“How much can you know about yourself if you’ve never really been in a fight?” Brad Pitt asks it of Edward Norton shortly after they meet, and people (particularly men) have been asking each other the question ever since David Fincher’s 1999 anarchic masterpiece was released. Based on the equally (and oddly quite wise) novel by Chuck Palahniuk. Fincher’s film is a unique and insightful look at the societal neutering of the American male. I’m going to write this from the standpoint of one…since that’s what I happen to be. Men are hard-wired for aggression. We want to punch stuff. We like to see things blow up, destroyed, and laid low. We’re hunter-gatherers at our core. Now we spend 40 hours a week in a sea of grey cubicles, and our weekends at Bed, Bath & Beyond. There’s something missing. We’re missing a key part of ourselves and it manifests in bottles of whiskey and Prozac. We don’t know ourselves, because most of us haven’t been in a fight. That’s why Fight Club (which didn’t do well in theaters) became a cult sensation. It touched a nerve with men. It was a revelation.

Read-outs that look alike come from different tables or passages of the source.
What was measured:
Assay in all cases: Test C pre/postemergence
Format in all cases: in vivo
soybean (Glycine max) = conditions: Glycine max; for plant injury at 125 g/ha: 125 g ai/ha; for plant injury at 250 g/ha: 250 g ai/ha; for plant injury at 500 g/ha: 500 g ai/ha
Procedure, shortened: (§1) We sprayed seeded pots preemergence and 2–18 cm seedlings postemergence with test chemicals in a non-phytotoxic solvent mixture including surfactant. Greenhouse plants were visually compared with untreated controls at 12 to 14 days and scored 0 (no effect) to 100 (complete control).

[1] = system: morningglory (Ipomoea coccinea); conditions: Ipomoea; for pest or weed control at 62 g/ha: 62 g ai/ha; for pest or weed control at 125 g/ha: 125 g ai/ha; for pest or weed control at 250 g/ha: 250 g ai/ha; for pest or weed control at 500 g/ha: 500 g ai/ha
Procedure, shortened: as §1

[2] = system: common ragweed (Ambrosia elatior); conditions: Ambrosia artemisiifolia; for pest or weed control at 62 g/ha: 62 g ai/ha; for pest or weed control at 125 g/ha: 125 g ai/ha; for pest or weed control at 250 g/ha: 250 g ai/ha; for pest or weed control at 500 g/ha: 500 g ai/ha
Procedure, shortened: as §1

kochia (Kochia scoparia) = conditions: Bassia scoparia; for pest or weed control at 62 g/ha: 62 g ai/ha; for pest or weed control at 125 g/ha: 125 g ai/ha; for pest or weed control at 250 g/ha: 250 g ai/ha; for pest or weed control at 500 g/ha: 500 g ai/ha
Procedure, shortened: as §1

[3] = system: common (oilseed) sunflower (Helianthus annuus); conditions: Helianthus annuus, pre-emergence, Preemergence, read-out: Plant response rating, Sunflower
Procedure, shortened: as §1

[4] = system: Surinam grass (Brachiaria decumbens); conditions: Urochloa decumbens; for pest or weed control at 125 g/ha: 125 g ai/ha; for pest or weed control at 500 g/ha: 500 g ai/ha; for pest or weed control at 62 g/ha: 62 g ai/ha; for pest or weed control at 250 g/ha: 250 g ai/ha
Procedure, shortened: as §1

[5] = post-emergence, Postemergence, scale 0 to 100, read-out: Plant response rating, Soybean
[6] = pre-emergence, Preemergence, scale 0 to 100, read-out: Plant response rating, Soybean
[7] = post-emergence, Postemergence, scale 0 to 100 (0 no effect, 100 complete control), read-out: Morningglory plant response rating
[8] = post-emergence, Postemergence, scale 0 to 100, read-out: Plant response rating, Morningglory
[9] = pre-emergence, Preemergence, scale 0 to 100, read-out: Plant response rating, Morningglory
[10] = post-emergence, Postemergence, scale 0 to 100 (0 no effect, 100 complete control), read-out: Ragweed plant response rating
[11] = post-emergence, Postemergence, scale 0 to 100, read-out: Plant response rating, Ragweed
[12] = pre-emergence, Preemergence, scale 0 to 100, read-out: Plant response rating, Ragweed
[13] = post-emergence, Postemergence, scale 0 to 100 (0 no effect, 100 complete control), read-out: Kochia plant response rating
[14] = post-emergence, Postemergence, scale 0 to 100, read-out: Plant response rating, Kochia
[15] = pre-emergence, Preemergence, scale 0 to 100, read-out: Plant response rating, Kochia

“We’re the middle children of history, man. No purpose or place. We have no Great War. No Great Depression. Our Great War’s a spiritual war… our Great Depression is our lives. We’ve all been raised on television to believe that one day we’d all be millionaires, and movie gods, and rock stars. But we won’t. And we’re slowly learning that fact. And we’re very, very pissed off.”
Fight Club is one of the most quotable movies (and books) of all-time. Fincher proved Aliens 3 was not his fault by deft direction, boldly using Edward Norton’s narration to guide us through his journey, subliminally leading us to the movie’s key twist, and using graphics and text to visually stimulate the viewer. Brad Pitt, Edward Norton, and Helena Bonham Carter are magnificent. The film has held up brilliantly in the near 20 years since its release, and remains as incendiary, challenging and sparked fight clubs across the nation….but I can’t tell you if I was in one or even if one existed that I know about.
This is the most iconic scene from the film and Brad Pitt grabs the camera by the throat and bellows the standards by which Fight Club will by run. Fincher cuts back and forth between the rule reading by Pitt with shots of average guys taking off wedding rings, slipping out of loafers, and slowly measuring each other. Then the middle children of history discover a side of themselves they never knew existed. Fight Club is also a very darkly comic film. I love that Edward Norton’s office slowly becomes filled with men in business formal who have clearly had the snot kicked out of them recently and no one comments on it. They can’t. It’s the first two rules, after all.